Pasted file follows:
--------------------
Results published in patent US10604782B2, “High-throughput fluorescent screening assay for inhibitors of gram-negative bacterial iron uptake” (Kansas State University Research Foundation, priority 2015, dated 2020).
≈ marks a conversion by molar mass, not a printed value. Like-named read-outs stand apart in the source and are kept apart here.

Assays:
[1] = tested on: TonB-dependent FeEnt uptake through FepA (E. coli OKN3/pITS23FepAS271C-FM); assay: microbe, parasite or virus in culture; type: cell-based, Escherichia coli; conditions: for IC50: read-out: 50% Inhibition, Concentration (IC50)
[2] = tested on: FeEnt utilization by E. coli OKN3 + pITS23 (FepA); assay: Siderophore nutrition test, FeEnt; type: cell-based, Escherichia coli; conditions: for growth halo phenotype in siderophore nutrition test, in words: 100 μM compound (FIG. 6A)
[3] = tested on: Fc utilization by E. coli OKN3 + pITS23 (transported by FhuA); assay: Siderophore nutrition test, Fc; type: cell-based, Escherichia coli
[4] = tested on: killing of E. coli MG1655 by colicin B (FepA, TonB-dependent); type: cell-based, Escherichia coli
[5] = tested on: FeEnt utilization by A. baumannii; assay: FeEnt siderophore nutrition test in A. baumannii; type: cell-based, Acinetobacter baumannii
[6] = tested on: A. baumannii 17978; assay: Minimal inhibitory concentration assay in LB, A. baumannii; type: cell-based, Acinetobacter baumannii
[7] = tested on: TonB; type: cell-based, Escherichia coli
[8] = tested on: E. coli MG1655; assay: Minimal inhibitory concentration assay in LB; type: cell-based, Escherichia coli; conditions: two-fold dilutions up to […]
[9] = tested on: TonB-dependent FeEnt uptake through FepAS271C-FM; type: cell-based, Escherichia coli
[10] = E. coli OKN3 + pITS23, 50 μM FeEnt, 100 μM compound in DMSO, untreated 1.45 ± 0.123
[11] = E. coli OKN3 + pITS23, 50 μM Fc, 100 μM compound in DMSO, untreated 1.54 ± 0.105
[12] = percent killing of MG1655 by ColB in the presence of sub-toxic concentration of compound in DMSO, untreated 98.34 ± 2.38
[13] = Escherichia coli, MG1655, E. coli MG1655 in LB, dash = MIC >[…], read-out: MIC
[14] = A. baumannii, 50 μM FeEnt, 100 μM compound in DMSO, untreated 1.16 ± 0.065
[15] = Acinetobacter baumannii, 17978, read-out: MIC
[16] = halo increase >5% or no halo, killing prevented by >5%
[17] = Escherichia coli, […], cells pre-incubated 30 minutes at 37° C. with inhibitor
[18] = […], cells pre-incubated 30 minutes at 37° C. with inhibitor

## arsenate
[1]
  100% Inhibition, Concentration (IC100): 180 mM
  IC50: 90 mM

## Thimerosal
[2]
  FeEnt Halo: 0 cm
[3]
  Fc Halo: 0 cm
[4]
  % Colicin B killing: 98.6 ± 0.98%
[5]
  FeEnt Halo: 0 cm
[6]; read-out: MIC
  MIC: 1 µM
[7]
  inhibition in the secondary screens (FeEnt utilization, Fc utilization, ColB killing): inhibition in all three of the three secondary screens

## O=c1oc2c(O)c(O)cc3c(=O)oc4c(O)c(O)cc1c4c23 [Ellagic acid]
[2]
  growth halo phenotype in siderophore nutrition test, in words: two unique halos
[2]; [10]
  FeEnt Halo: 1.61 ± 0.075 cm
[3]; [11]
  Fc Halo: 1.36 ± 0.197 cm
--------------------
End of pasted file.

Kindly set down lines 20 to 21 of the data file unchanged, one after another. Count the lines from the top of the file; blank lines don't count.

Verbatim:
[17] = Escherichia coli, […], cells pre-incubated 30 minutes at 37° C. with inhibitor
[18] = […], cells pre-incubated 30 minutes at 37° C. with inhibitor